# Blackbody Radiation and the Incandescent Light Globe

Hi. I am wondering how well the filament in an incandescent light globe follows the basic shape of the classic blackbody temperature/spectrum curves.

The reason I ask is that I just set a small science project for a student to measure the voltage and current of a small torch globe (4.8V 0.75A Krypton type) at various voltage levels and observe the change in resistance as the filament temperature increases.

The basic experiment went smoothly enough and gave the expected results. However I then asked the student to attempt to place an approximate temperature scale to the data by observing the color of the filament at the various operating voltage levels and to estimate the temperature from these observations.

To do this part I gave the student a “color chart” that is good for anything that approximates the shape of the blackbody curve. Charts of this type are widely available and though the color judgement is somewhat subjective they should be able to provide a reasonable estimate of temperature.

See http://www.processassociates.com/process/heat/metcolor.htm for example (or as reproduced in part below for those who dont like clicking on links)

Color Approximate Temperature °C

Faint Red : 500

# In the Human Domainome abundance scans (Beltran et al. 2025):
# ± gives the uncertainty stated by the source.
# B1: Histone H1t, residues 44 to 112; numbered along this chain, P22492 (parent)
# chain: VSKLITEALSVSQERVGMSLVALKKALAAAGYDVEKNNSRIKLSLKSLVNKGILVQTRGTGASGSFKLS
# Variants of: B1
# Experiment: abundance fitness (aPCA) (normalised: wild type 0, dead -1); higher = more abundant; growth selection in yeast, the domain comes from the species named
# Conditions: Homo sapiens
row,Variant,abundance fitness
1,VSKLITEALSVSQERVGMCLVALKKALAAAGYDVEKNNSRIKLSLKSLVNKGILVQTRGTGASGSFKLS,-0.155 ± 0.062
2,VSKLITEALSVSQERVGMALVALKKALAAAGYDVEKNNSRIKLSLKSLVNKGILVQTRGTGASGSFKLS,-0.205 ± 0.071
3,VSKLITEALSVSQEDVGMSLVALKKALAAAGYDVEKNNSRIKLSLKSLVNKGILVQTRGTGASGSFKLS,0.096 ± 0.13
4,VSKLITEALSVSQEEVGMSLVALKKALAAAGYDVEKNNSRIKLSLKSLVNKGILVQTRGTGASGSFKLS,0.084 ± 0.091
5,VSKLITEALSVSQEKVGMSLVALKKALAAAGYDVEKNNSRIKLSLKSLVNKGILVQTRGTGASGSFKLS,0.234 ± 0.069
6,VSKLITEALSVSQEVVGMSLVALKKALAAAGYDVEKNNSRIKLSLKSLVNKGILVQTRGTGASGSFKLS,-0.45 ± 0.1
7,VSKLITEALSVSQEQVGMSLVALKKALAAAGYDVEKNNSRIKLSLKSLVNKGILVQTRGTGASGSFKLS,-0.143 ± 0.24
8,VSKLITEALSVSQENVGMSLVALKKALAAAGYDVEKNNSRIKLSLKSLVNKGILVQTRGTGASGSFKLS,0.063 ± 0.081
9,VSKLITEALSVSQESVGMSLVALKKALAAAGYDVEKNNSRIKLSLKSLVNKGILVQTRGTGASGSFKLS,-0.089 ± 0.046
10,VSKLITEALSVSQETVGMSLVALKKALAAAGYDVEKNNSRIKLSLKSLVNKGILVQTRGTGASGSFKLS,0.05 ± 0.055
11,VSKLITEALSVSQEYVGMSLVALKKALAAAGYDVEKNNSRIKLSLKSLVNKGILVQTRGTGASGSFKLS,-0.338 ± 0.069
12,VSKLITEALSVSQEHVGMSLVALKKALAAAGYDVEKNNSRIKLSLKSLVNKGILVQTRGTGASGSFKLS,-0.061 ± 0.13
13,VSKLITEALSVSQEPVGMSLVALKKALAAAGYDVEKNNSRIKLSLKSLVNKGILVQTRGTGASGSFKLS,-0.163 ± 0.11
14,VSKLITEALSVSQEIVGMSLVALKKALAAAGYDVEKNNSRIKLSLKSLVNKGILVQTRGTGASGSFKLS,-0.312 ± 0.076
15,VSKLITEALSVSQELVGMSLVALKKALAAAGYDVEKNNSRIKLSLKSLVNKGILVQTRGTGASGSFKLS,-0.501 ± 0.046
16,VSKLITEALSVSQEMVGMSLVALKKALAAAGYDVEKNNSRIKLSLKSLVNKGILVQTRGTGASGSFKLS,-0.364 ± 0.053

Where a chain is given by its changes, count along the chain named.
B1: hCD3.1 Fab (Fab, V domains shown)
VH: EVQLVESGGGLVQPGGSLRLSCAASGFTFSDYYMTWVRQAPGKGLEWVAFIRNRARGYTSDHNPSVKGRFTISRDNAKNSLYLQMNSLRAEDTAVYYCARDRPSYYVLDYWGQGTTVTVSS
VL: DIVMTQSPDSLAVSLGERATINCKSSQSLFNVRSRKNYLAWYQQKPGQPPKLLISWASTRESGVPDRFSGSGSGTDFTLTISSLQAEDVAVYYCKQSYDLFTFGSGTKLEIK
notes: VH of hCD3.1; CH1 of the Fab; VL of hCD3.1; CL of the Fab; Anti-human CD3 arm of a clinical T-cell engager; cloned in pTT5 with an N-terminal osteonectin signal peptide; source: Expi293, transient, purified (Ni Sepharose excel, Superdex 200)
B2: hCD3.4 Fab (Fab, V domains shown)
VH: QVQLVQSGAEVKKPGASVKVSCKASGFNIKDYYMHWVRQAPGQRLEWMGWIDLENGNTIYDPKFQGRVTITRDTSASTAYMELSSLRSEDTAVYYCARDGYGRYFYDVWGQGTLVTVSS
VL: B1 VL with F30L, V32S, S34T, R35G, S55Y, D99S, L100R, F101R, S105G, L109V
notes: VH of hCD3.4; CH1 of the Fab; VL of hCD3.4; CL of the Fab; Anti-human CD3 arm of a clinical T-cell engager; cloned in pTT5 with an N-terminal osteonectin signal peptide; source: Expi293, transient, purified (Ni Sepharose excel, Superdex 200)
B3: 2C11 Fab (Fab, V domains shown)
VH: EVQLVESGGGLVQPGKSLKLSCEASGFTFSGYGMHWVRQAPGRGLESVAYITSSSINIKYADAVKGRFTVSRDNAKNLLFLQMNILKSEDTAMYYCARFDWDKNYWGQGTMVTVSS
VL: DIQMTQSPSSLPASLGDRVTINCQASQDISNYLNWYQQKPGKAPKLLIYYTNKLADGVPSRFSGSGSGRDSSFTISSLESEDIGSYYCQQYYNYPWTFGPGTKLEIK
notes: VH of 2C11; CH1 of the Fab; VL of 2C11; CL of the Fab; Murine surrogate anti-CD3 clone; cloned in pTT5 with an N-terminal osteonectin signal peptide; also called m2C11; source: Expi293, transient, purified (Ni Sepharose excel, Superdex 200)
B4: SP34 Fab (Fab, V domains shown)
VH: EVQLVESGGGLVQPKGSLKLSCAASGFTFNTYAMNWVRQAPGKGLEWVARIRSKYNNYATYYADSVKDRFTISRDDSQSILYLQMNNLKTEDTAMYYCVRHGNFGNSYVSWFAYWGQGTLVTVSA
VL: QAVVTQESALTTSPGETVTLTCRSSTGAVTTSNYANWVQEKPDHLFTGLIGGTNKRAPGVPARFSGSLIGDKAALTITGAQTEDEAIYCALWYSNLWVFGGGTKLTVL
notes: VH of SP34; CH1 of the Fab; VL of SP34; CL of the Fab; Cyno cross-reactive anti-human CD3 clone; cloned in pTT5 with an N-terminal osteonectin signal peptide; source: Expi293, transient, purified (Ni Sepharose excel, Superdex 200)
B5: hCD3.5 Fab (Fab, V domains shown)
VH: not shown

Blood Red : 580
Dark Cherry : 635
Medium Cherry : 690
Cherry : 745
Bright Cherry :790
Salmon : 845
Dark Orange : 890
Orange : 940
Lemon :1000
Light Yellow :1080
White :1205

The thing that I’m now trying to figure out is why we couldn’t get any color “cooler” than orange from the light globe. Even making observations in the dark to help see the lower light levels we were still unable to perceive anything below orange.

So I wondering if this is a result of
1. The filament for some reason not radiating in the same shape curve as a black body.
2. The light levels in the red region being too low to see for such a small object as a torch globe filament.
3. Perhaps (by design) the lamp is made to produce predominately yellow/white light. I don’t know how, perhaps something to do with the surrounding gas.

Does anyone have any idea why I can’t adjust the voltage to get less “temperature” than orange?

Thanks.

Last edited:

uart said:
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Does anyone have any idea why I can’t adjust the voltage to get less “temperature” than orange?

I am no expert; just a guess here. The problem probably lies in how you measure the color temperature.

As far as I know, the incandescent lamp is very close to black body radiation. Quoting your figures, at 500C, you should expect faint red. What that means is the spectrum has a peak at red (about 700nm wavelength). But there is also considerable energy in both the infrared range and wavelengths below orange.

How you measure the color temperature affects the color temperature you preceive. If you have a probe that measures the peak spectrum, you should indeed get a red reading. If you use your naked eye, then the green cones in your retina will be stimulated by the spectrum from orange onwards. As a result your brain will not intrepret the light as red (which won't stimulate green cones) but orange instead.

If you want to measure the peak spectrum, maybe you can focus the light onto a triangular prism and then observe the emerging beams.

Wai Wong